I shouldn’t have been so critical early on.
When Inyo Supervisor Trina Orrill just started the job, and didn’t know anything, her contribution at Board meetings amounted to thanking people for doing their jobs.
But now she’s settled in. And got ahold of the 2023-2024 budget. And asked a whole slew of question at the county budget presentation Tuesday. At times, she became almost apologetic for dominating the conversation.
Good for her. Questions are good. Glossing over the budgetary elephants – not so good.
Orrill kept repeating a mantra of “purposeful, thoughtful, intentional.” I imagine this trio of words is supposed to represent the antithesis of a fearful mantra of lions and tigers and bears. I guess “purposeful, thoughtful and intentional” – if you keep saying that enough, is that what you’re supposed to become? Seems like a buncha words to me. Guru prattle. Means absolutely nothing.
When your employee cost is up 12% across the board, all the purposefulness in the world doesn’t mean squat if one doesn’t have the guts to either reduce the number of employees or ask for concessions on the benefits side, no matter how much you hit me with those $5 words.
Pension costs, healthcare costs and retiree health … each category is about $1 million more expensive this year, according to CAO Greenberg.
But I get it. If you live in a county with approximately 19,000 residents and you employ approximately 500 people (breakdown graph appears at right), and those employees have spouses and cousins and adult children, et. al. … You figure that County employees and those connected to said employees have got to represent about 10% of the vote – because some of those 19,000 residents are not of age, don’t vote, etc. 10% is a huge voting bloc. And not a bloc any politician would want to tussle with.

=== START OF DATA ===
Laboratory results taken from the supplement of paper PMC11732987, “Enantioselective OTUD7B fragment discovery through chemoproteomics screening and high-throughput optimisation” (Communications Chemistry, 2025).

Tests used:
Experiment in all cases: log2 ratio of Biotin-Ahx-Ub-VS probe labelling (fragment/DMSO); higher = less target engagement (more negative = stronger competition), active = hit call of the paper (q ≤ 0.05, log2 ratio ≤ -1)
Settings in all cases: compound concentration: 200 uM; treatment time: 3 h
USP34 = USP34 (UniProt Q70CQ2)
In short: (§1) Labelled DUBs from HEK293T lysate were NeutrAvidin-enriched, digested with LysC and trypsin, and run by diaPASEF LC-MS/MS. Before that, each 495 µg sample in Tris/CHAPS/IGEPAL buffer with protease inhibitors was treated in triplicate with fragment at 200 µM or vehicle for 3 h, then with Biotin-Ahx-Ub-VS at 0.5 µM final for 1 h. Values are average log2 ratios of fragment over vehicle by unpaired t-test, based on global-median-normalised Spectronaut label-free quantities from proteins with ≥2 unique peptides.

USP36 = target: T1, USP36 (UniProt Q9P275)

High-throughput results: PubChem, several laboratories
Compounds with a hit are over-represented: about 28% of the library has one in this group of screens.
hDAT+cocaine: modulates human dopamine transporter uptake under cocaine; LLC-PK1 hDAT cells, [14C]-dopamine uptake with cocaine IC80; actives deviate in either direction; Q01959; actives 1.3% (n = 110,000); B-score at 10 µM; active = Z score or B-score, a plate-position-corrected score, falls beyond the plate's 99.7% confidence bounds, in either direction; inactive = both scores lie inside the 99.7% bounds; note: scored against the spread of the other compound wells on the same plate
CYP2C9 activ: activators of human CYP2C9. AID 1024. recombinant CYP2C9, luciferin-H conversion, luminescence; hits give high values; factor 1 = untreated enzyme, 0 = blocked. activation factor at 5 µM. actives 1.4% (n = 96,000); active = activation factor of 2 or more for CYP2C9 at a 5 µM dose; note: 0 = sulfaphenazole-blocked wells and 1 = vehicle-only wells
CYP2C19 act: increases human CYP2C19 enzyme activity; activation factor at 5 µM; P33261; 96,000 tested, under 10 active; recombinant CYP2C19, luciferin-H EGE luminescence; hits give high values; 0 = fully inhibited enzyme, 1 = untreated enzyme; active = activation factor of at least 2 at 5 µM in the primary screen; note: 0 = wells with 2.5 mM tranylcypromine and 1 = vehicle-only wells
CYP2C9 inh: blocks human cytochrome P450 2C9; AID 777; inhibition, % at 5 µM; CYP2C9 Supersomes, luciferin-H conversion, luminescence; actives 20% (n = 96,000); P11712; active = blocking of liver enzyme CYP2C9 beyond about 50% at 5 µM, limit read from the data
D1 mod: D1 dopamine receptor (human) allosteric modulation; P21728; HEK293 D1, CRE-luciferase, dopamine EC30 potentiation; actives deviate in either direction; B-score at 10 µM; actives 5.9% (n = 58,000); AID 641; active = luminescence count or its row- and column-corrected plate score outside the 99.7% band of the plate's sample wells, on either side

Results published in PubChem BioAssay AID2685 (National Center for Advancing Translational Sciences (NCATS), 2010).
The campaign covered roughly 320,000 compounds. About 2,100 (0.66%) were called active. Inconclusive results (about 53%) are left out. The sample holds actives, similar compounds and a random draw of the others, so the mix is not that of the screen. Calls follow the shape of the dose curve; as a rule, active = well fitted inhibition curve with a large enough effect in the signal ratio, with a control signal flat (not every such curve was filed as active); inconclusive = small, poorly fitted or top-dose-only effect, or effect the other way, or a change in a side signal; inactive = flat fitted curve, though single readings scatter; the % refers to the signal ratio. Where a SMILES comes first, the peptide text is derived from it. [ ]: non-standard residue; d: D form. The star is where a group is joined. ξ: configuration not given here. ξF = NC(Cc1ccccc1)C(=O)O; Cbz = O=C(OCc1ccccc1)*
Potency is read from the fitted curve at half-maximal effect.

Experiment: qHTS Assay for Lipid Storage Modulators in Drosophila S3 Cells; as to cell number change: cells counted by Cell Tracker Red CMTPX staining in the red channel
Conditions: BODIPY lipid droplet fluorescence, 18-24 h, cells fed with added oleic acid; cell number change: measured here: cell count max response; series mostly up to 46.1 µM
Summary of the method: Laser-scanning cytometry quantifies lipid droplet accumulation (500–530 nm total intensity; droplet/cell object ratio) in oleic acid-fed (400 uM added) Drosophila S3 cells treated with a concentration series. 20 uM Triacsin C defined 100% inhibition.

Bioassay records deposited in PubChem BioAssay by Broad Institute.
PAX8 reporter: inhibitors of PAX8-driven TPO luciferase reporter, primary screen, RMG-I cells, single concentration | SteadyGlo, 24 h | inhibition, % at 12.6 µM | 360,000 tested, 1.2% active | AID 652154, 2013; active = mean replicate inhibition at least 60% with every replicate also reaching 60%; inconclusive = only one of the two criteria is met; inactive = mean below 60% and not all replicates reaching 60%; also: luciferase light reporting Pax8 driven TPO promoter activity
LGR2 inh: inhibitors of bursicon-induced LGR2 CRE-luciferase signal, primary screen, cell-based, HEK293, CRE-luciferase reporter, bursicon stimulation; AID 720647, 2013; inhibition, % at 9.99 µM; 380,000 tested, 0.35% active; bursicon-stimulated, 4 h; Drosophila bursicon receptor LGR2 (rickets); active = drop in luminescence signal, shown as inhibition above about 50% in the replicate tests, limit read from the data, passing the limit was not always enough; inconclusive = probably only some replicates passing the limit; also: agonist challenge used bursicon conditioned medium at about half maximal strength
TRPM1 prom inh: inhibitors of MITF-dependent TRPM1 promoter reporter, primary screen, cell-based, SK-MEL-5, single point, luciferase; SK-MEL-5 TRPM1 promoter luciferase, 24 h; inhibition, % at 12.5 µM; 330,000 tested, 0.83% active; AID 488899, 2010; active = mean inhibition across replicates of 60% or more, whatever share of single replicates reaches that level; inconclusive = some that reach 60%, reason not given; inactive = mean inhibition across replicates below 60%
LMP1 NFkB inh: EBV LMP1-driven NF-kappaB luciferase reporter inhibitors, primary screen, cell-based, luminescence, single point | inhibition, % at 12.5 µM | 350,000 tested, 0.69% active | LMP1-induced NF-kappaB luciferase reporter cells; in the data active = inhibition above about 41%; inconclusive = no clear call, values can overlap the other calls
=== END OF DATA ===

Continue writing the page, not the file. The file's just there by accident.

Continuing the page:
So you spend four or five hours talking around the edges and you leave the labor issue alone and congratulate yourself for not sticking your foot in your mouth. I get it.
There is concern this year on the revenue side because Hurricane Hilary shut down Death Valley (a brief on page seven says SR-190 is expected to reopen in mid-October). County staff estimated a $500,000 to $800,000 loss in room tax revenue if Death Valley did not reopen by the second quarter (October 1).
What else … I picked up this book of essays by Norman Mailer awhile back. Cost me a dollar. A paperback. The cover is ripped. The title: “Cannibals and Christians” copywrite 1966.
Even the best writers of an era are so quickly forgotten. Mailer could sure as hell turn a phrase. One of the best pieces in the book is his review of Lyndon Johnson’s “My Hope for America.”
Johnson put out the book in conjunction with his reelection campaign of 1964 – that was the new thing. Kennedy had released “Profiles in Courage” before his 1960 campaign. These days, writing a book is like the first step in a 12-step program to becoming a presidential candidate.
“But even at its worst, the prose style of Jack Kennedy (and his ghost writers)” says Mailer, “is to the prose style of LBJ (and his ghost writers) as de Tocqueville is to Ayn Rand. It is not impossble that ‘My Hope for America’ is the worst book ever written by any political leader anywhere.”
Now that’s just a great dig. Purposeful, thoughtful and intentional.
But what I wanted to get to is Mailer’s explanation of the theme which winds its way throughout his book – Cannibals and Christians. Because he wrote this stuff sixty years ago. And the best writers have a mastery of science fiction, because his insight, his predictions, are pretty keen.
Which really just says that human nature is fairly static, and the various ecological disasters (manmade and otherwise) … you can almost fill in the blanks with them.
So read the following from Mailer and ask yourself what you are. Cannibal? Christian? And afterward, perhaps bury your answer within yourself, because you may not want to share it with others.